A voice inside my head kept saying the Boss Babe was a user. She was addicted to her followers and the money they made her. She would say anything to get a smile out of me. She was using my kid brother and sister against me. She wanted me to feel bad, feel guilty about not doing what she wanted. Well not anymore. I’d show her. 

Taking a breath, I lifted my eyes to meet hers. 

“Okay, fine,” I said, “but can I do you first?” 

Boss Babe smiled widely, “Of course honey.” 

She handed me the phone and I held it tightly in my hand. I gestured to the living room. 

“Let’s do some dancing!” I said with a grin, “Macarena!”

The Boss Babe laughed and moved into the centre of the room. 

“Okay,” she said. 

I stood in front of her and held up the camera, getting ready to record. 

“Hey Siri, play the Macarena,” I commanded. 

Like a movie director, I held up five fingers and started to count down to zero. The music started to play and Boss Babe began the dance. She wiggled her hips side to side and went through the choreography – arms out, then across the chest, then  up behind her head, followed by a little shimmy and a jump to the side. I giggled, pretending to enjoy it. Boss Babe smiles for the camera. 

The second verse came on and she turned to the side for the second set of moves. She motioned with her hand for me to set the camera down and join her in the shot. I shook my head and told her to keep going. 

Boss Babe’s eyes flashed but she continued the dance with an unwavering smile. I could see her thinking she’d be able to edit the video afterwards anyway. When the song ended, Boss Babe stood with her hands on her hips. 

“Okay, your turn!” She smiled. 

I shook my head again. 

“No, it’s still your turn,” I said, “I want to get a different angle this time.” 

Her smile faltered a little. 

“Alright… but then it’s your turn okay.” 

I nodded, moving across the room so I was right next to the wall and started my movie director countdown again. 

The music started for a second time and Boss Babe danced. She’s a little less enthusiastic but she kept the grin on her face as she went through the moves. Halfway through I gave her a thumbs up and a wink. 

Again the song ended and Boss Babe started to move over to where I was standing.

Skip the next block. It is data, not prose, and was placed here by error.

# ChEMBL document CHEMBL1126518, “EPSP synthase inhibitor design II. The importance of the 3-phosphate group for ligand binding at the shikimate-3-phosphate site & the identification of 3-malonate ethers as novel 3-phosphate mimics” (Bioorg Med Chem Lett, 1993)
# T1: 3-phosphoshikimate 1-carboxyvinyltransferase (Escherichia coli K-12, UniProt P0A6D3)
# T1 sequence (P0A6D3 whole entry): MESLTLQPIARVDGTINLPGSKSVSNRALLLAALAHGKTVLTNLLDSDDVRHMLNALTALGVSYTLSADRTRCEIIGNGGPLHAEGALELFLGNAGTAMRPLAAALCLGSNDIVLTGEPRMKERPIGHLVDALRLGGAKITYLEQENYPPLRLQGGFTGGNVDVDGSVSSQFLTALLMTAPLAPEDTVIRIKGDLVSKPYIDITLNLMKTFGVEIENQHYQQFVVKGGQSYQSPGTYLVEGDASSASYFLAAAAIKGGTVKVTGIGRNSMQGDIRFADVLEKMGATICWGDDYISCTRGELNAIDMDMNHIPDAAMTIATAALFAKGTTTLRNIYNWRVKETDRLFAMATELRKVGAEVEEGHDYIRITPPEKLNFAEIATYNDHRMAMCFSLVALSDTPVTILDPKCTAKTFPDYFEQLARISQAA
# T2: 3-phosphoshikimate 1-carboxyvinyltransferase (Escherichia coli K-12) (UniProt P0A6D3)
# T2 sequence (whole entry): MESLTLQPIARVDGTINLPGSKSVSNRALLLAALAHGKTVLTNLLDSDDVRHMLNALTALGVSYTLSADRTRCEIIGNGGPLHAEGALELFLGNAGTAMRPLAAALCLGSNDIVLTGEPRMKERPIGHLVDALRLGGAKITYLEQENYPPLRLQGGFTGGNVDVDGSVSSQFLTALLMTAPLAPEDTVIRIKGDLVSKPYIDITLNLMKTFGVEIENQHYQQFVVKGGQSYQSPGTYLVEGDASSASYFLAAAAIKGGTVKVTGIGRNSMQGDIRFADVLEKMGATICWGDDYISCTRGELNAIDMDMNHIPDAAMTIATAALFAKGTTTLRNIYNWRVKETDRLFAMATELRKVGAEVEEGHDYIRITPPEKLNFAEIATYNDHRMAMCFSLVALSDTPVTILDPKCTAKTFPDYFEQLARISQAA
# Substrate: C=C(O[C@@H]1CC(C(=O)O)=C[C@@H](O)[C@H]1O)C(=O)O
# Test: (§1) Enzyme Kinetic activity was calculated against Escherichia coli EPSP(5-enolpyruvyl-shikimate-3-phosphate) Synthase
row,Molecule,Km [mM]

“Time to switch,” she said, reaching out for the phone. 

I shook my head again. 

“No, I want you to do the dance again.” 

Boss Babe’s eyes flashed again and she frowned, her mouth turning into a firm line. 

“No, I’ve done it twice. It’s your turn now.” 

She tried to swipe the phone from my hand but I tucked my arm quickly behind my back. 

“Just one more time? Please!” I pleaded. 

“I don’t want to,” she said, crossing her hands over her chest. 

That was all I needed to hear. I stepped towards her, my voice took on a high and mocking tone. 

“C’mon,” I sneered, “you know this is how I make us money, right? This is how we can afford all the nice things you have.” 

Boss Babe’s eyebrow shot up in surprise. She took a step backward, her hands staying over her chest as if to protect herself.

“Don’t you want us to have nice things and live in a nice house?” I  continued, advancing towards her, “All you have to do is dance for a second. It’s not that hard is it?”

Her eyes hardened, “Stop it. That’s enough.” 

But I didn’t stop. I kept advancing, taking the phone out from behind me as I went. I held it right up to her face and started taking photos. 

Click. Click. Click. 

“Smile!” I commanded. 

Click. Click. Click. 

“C’mon! Just one little smile!” 

Boss Babe reached out, taking a swipe at the phone but I twisted out of her way. 

Click. Click. Click. 

“Okay, you’ve made your point. You can stop now,” she said with irritation, “give it back and we won’t do anymore photos today, I promise.” 

The voice in my head returned. Boss Babe didn’t mean it. She was just saying that to get the phone back. Even if she was telling the truth, it was only a day. Tomorrow it will start all over again. I wanted my life back. 

I gripped the phone hard in my hand. Before I really knew what I was about to do, I raised my arm, turned on my heel and hurled it straight at the wall. In slow motion I watched it spin through the air, turning over and over until it collided with a crunch. 

A sweet cracking sound splintered as the screen of the phone smashed. Boss Babe screamed and rushed past me to pick up the broken pieces. 

I slid my hand into my pocket and pulled out my own phone. Holding it up, I took one more photo. The camera clicked and this time Boss Babe flinched.